For the moment, a Forcite representative declined to say which manufacturers are behind the idea, saying only that they have worked with both brands on “deeper integration.”
Forcite announced a partnership with Harley-Davidson Australia “to develop next-generation smart helmets and sensing systems to prevent and identify hazards, such as debris and other road users, and alert riders so they can take evasive action.”
In the world of motorcycles, nothing beats HD.
CEO Boyadgis says we won’t see the technology on motorcycles until 2026 at the earliest, and hopes to have the necessary protocols integrated into Forcite’s helmets as soon as next year.
“What we’re trying to do is find a way to license some of the Japanese and Italian manufacturers to be able to pair with their bikes without what they’re selling,” he said.
next-gen fancy features
Other upcoming advancements will be more lifestyle-focused, including an in-helmet voice assistant capable of handling things like, “Hey, Forcite: Contact the first four people I know who ride Ducati in my area, and make a plan that takes advantage of that.” style bikes, so we all met up for lunch at a Mexican restaurant.”
Boyadgis hopes to deploy this “collaborative riding experience” within the next two years, making the helmet a true companion on the bike.
Forcite’s physical offerings will also continue to evolve, including new models optimized for different types of riding, such as vintage-style helmets for cruisers, flip-up helmets for the touring crowd, and adventure-style helmets with visors.
Markets and Currencies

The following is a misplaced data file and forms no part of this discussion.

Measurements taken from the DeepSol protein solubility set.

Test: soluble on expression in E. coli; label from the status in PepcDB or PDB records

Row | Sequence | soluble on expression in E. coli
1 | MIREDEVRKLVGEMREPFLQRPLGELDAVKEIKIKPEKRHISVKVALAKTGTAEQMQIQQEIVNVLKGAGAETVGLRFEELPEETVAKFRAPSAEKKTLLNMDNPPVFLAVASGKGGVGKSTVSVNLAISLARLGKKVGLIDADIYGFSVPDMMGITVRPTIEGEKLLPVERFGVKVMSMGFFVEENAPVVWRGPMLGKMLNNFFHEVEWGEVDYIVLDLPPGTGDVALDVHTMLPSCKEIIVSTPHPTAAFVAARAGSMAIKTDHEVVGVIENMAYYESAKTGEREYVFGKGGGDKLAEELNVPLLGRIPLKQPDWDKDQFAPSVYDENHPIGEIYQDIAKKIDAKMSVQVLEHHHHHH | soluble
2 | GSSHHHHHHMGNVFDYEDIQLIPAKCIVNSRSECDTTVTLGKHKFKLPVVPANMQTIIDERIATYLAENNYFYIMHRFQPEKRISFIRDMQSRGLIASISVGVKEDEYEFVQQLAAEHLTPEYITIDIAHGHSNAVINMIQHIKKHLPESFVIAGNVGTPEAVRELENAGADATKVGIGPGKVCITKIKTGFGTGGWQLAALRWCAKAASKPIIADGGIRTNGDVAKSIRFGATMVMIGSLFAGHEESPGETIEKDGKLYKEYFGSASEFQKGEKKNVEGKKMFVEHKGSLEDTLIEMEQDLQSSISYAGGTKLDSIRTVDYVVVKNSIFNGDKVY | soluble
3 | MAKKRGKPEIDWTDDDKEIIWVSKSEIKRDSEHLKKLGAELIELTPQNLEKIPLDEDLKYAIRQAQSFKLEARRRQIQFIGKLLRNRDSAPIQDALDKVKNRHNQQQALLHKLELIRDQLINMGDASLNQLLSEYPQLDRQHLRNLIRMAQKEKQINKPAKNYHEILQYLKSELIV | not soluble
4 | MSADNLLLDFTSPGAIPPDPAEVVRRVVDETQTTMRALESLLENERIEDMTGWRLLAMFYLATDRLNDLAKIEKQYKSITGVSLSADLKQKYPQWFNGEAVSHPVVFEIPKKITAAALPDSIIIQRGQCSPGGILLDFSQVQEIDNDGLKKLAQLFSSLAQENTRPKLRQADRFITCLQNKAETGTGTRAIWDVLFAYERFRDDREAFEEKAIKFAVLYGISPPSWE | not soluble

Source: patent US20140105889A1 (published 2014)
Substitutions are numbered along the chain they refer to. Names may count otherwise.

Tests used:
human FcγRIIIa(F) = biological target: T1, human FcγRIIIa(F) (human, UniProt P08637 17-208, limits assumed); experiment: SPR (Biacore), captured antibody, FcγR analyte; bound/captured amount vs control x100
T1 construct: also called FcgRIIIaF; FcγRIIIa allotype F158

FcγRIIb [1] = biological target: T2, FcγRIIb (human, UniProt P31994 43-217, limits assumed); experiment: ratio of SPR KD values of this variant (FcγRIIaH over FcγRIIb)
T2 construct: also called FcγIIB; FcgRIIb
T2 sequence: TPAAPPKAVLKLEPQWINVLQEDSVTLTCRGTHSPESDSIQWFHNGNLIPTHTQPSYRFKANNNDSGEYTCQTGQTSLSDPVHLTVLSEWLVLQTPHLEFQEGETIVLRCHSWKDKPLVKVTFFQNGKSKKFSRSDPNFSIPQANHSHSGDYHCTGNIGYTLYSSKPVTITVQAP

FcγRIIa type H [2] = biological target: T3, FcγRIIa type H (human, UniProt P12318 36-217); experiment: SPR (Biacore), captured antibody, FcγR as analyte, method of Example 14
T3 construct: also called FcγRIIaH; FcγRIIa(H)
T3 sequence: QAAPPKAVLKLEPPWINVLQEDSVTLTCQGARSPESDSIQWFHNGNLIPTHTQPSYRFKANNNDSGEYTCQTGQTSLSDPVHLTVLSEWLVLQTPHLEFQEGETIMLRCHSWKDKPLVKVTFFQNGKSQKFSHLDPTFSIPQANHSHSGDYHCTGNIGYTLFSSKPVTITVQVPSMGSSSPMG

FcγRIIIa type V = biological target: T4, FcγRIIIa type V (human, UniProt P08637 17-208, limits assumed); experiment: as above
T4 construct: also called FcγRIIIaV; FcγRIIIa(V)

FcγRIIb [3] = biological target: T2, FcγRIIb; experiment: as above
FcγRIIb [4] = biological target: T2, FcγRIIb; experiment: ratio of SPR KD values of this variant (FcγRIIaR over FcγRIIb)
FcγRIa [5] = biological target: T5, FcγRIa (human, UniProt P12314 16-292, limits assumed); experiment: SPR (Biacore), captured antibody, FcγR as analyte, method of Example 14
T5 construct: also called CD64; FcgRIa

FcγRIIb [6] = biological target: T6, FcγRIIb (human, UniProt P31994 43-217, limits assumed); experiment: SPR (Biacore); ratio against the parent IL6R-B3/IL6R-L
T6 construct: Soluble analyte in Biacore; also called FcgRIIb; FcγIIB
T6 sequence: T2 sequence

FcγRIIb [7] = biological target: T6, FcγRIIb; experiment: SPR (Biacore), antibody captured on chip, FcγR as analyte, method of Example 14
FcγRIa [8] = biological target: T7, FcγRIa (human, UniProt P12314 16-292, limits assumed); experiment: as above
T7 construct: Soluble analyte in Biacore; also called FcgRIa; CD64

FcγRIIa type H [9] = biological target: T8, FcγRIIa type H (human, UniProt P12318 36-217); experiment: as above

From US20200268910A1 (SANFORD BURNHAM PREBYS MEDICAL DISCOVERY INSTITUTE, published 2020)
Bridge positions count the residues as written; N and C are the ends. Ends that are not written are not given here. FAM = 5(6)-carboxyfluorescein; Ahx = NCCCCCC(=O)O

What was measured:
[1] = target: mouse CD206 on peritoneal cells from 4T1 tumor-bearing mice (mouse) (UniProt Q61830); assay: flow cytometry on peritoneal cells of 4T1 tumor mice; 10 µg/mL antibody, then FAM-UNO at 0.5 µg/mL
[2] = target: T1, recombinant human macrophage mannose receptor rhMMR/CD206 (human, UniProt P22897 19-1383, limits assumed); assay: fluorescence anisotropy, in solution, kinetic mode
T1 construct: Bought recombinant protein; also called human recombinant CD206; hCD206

To achieve this goal, the company needs to raise capital. Forcite closed a A$6.6 million funding round in December to fuel the expansion of distribution into the US. The company is currently raising a Series B round to raise capital to fund future helmet designs and the R&D needed to advance all of these applications.
Forcite is paying particular attention to the US market and plans to ship more than 10,000 units next year. The brand has shipped 5,000 pieces, of which about 3,000 went to the company’s home Australian market.
But, says Boyadgis, the potential is even greater: “Let’s bring a brand like Arai or Shoei to the US; they sell over 50,000 units. So, that’s where we want to go.”
But the question is whether Forcite’s high-tech, high-priced helmets will appeal to the same audience as simple, comfortable, relatively affordable helmets from familiar, respected brands.
For many, riding a motorcycle is a rejection of the complexity and claustrophobia of driving.
Even Boyadgis has simplified his everyday Forcite experience, using it as a dash cam but not for navigation. “I do have it hooked up in the background, but I only have police and speed camera alerts – not that I’m speeding or anything. But if I’m going to turn a corner or something and need to slow down, they’re very useful. So , it really depends on, like, how much you want to use it, right?”
Whether Forcite can challenge established brands or convince traditional motorcyclists to spend more remains to be seen. However, early indications are that Forcite is on the right track. Excitement over the failed Skully AR-1 product shows the need for smarter helmets. Hunger still appears to be intact; Forcite has shipped more than Skully.